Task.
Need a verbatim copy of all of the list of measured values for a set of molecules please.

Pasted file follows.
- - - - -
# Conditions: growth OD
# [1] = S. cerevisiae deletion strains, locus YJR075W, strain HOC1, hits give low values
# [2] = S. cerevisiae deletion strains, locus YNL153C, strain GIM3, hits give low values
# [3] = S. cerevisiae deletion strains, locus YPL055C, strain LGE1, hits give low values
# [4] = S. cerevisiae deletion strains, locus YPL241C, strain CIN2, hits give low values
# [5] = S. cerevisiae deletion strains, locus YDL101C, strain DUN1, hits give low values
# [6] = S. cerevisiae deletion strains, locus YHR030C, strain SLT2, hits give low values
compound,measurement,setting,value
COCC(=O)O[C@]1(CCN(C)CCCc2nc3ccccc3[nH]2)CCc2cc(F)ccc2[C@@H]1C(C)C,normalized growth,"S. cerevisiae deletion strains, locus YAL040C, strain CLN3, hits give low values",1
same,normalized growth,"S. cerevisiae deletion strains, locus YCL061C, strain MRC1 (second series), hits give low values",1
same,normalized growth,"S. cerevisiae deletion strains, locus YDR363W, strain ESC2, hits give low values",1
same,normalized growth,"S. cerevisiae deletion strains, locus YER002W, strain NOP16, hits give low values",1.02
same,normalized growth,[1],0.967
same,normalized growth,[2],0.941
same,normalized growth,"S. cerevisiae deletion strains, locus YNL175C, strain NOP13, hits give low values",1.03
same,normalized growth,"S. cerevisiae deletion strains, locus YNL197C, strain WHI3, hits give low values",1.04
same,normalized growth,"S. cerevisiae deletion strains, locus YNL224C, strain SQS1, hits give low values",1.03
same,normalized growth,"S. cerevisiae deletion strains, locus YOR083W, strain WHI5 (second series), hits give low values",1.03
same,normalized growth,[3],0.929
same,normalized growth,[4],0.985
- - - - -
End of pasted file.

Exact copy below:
# Conditions: growth OD
# [1] = S. cerevisiae deletion strains, locus YJR075W, strain HOC1, hits give low values
# [2] = S. cerevisiae deletion strains, locus YNL153C, strain GIM3, hits give low values
# [3] = S. cerevisiae deletion strains, locus YPL055C, strain LGE1, hits give low values
# [4] = S. cerevisiae deletion strains, locus YPL241C, strain CIN2, hits give low values
# [5] = S. cerevisiae deletion strains, locus YDL101C, strain DUN1, hits give low values
# [6] = S. cerevisiae deletion strains, locus YHR030C, strain SLT2, hits give low values
compound,measurement,setting,value
COCC(=O)O[C@]1(CCN(C)CCCc2nc3ccccc3[nH]2)CCc2cc(F)ccc2[C@@H]1C(C)C,normalized growth,"S. cerevisiae deletion strains, locus YAL040C, strain CLN3, hits give low values",1
same,normalized growth,"S. cerevisiae deletion strains, locus YCL061C, strain MRC1 (second series), hits give low values",1
same,normalized growth,"S. cerevisiae deletion strains, locus YDR363W, strain ESC2, hits give low values",1
same,normalized growth,"S. cerevisiae deletion strains, locus YER002W, strain NOP16, hits give low values",1.02
same,normalized growth,[1],0.967
same,normalized growth,[2],0.941
same,normalized growth,"S. cerevisiae deletion strains, locus YNL175C, strain NOP13, hits give low values",1.03
same,normalized growth,"S. cerevisiae deletion strains, locus YNL197C, strain WHI3, hits give low values",1.04
same,normalized growth,"S. cerevisiae deletion strains, locus YNL224C, strain SQS1, hits give low values",1.03
same,normalized growth,"S. cerevisiae deletion strains, locus YOR083W, strain WHI5 (second series), hits give low values",1.03
same,normalized growth,[3],0.929
same,normalized growth,[4],0.985